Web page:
Fire at the old McNeely place

I’d like to preface this by stressing that I’m not usually an idiot. Usually I can feed and clothe myself with practically no help. I can operate a car with a stickshift and successfully troubleshoot the fridge icemaker when it starts bogarting the cubes. I read books with big words. So when, yesterday, I partially reformatted my hard disk by mistake, well, I got to thinking about the many, many things I can do that don’t cause unbearable hardship and grief. Washing my own hair, for example.

Everytime I boot up my computer, a momentary window appears that allows several different pre-boot options. Everybody’s pc does that, of course, unless it’s set not to. I’d always escaped out of the window (to save those three or four seconds that elapse before booting continues on its own). Prior to yesterday.

This newest computer has been a rock. Unshakeable. I’ve never needed to tinker in any way with the boot process; Windows comes up, like the sun, and I go about my business. But I’ve idly wondered, as I’ve watched it warm up, what some of the pre-boot functions called. This computer has a different BIOS from my last machine, so the options were different. “Safe Mode” was there, of course. But so was something called “Fastbuild,” and something else called “System Recovery.”

On my last machine (that’s sitting on my son’s desk), an automatic disk scan occurred if the computer shut down abnormally. But this new computer has never once (at least obviously) performed any kind of diagnostic on itself after a bad shutdown. I wondered–as I waited for the machine to boot–why that was. Did it need to? Sure it did, if only to identify bad sectors and cauterize them. Maybe there was some setting in either “Fastbuild” or “System Recovery” that was switched off. Maybe I should switch it on, just to make certain that the hard drive knew where its bad sectors were. In order to make this rock-solid machine even rock-solider.

So I hit “ctl-F” to enter Fastbuild. Turned out that was where the BIOS settings could be manipulated. I didn’t really want to mess with those, because it takes a lot of trial and error to get things right in there, and I was just idly curious. So I exited that and clicked on “System Recovery.” Ah! Here it was; a couple paragraphs with several exclamation points. The last paragraph stated that, if I did choose to recover the system, none of my data files would be harmed. That was good. The first paragraph was about two column inches long and looked boring, so I didn’t read it. I already knew everything I needed to know: if I recovered the system, nothing bad would happen.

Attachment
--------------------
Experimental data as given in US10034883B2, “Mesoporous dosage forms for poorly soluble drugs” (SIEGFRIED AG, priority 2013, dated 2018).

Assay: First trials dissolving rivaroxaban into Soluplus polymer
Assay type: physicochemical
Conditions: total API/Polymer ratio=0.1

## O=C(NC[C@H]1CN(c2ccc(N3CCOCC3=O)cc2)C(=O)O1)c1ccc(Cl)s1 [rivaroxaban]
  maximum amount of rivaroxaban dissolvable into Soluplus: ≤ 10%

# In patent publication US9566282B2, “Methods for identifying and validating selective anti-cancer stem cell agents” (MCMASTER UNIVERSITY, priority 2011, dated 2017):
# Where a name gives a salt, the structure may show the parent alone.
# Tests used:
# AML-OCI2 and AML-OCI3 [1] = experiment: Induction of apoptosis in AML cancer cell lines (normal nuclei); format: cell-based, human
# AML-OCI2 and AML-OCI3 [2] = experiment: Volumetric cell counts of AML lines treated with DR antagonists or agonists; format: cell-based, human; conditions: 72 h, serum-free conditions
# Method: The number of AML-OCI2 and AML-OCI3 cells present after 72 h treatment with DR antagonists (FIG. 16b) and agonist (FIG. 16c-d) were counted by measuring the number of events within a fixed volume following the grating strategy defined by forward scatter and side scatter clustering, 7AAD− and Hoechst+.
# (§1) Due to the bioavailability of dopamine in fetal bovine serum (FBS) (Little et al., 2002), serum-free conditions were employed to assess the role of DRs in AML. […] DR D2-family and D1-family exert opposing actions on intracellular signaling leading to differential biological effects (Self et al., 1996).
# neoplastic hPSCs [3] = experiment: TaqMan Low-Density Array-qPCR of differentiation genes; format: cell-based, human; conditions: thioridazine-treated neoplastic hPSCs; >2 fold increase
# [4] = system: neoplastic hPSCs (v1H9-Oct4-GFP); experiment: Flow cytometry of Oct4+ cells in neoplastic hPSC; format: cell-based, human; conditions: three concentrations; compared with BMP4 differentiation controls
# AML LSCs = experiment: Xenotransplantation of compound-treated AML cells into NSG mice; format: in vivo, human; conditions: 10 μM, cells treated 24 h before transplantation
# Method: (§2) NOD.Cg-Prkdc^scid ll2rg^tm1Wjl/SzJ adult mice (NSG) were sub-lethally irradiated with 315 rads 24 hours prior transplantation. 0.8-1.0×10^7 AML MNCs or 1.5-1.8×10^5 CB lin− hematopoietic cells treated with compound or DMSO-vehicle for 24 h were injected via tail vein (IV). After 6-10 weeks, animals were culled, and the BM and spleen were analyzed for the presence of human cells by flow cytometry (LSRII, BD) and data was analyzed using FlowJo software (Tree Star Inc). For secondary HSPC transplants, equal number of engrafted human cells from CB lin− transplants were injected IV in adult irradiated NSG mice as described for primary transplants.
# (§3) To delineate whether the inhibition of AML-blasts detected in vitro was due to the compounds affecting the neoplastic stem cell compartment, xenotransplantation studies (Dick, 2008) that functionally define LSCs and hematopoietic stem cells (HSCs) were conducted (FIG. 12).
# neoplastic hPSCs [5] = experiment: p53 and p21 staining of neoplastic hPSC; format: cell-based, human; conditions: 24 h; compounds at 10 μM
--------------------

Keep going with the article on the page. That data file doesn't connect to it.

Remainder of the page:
I pressed “yes.” Another screen came up to tell me that certain things were wrong with my computer and the program would continue. A friendly little progress bar appeared at the top. “Time to go” read 18 minutes. That was good, too, as a final check. I mean, how much damage could a program do in 18 minutes? I left to make myself a sandwich. It was a good, successful sandwich.

Eighteen minutes later–right on time–the program completed and rebooted the computer all by itself. The usual boot process started, the usual pre-Windows windows appeared, and then something weird happened, as I ate my sandwich: A “Welcome to Windows” splash came up, followed by a sexy woman’s voice saying “Welcome to Windows.” That was odd. But even odder was the next screen, my desktop. It was barren. Barren except for an “AOL offer” icon, a “Help & Support” icon, and a “User’s Guides” icon. Barren as the Gobi Desert, if the Gobi Desert contained only computer icons, and only three of them.